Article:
A Multi-Criteria Decision Support System for Strategic Planning at the Swiss Forest Enterprise Level : Coping With Climate Change and Shifting Demands in Ecosystem Service Provisioning
Thrippleton, T., Blattert, C., Bont, L. G., Mey, R., Zell, J., Thürig, E., & Schweier, J. (2021). A Multi-Criteria Decision Support System for Strategic Planning at the Swiss Forest Enterprise Level : Coping With Climate Change and Shifting Demands in Ecosystem Service Provisioning. Frontiers in Forests and Global Change, 4, Article 693020. https://doi.org/10.3389/ffgc.2021.693020
Published inFrontiers in Forests and Global Change
© 2021 the Authors
Sustainable forest management plays a key role for forest biodiversity and the provisioning of ecosystem services (BES), including the important service of carbon sequestration for climate change mitigation. Forest managers, however, find themselves in the increasingly complex planning situation to balance the often conflicting demands in BES. To cope with this situation, a prototype of a decision support system (DSS) for strategic (long-term) planning at the forest enterprise level was developed in the present project. The DSS was applied at three case study enterprises (CSEs) in Northern Switzerland, two lowland and one higher-elevation enterprise, for a 50-year time horizon (2010 to 2060) under present climate and three climate change scenarios (‘wet’, ‘medium’, ‘dry’). BES provisioning (for biodiversity, timber production, recreation, protection against gravitational hazards and carbon sequestration) was evaluated for four management scenarios (no management, current (BAU), lower and higher management intensity) using a utility-based multi-criteria decision analysis. Additionally, four alternative preference scenarios for BES provisioning were investigated to evaluate the robustness of the results to shifting BES preferences. At all CSEs, synergies between carbon sequestration, biodiversity and protection function as well as trade-offs between carbon sequestration and timber production occurred. The BAU management resulted in the highest overall utility in 2060 for different climate and BES preference scenarios, with the exception of one lowland CSE under current BES preference, where a lower intensity management performed best. Although climate change had a relatively small effect on overall utility, individual BES indicators showed a negative climate change impact for the lowland CSEs and a positive effect for the higher elevation CSE. The patterns of overall utility were relatively stable to shifts in BES preferences, with exception of a shift toward a preference for carbon sequestration. Overall, the study demonstrates the potential of the DSS to investigate the development of multiple BES as well as their synergies and trade-offs for a set of lowland and mountainous forest enterprises. The new system incorporates a wide set of BES indicators, a strong empirical foundation and a flexible multi-criteria decision analysis, enabling stakeholders to take scientifically well-founded decisions under changing climatic conditions and political goals. ...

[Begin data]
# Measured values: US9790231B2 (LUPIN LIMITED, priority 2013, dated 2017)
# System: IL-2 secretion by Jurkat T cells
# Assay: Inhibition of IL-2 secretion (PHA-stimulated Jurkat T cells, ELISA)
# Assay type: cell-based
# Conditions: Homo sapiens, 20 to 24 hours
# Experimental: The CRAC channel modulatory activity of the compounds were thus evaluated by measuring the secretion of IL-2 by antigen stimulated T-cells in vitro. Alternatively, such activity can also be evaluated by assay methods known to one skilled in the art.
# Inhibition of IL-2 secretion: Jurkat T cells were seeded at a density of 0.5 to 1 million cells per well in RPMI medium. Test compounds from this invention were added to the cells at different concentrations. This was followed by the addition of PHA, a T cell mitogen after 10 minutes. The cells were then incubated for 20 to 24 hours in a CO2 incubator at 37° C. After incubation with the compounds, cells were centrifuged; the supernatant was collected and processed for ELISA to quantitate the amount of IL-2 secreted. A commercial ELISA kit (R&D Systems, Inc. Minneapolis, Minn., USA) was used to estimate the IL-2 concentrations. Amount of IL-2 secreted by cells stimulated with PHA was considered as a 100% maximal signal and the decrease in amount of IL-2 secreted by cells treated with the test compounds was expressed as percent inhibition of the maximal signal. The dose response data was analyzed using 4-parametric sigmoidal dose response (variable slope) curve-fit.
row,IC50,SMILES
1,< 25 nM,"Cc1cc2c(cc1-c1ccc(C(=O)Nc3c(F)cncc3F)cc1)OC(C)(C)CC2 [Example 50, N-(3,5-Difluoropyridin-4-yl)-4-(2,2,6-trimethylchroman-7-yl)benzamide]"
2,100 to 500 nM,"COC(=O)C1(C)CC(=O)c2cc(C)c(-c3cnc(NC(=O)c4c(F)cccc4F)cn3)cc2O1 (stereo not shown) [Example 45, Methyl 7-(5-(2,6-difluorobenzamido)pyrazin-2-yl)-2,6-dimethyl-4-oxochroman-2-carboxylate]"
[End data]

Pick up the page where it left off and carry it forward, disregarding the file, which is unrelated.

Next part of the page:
PublisherFrontiers Media SA
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Additional information about fundingThis study was conducted in the framework of the NRP 73‘Sustainable Economy’ project SessFor funded by the SwissNational Science Foundation (SNF), 407340_172372.
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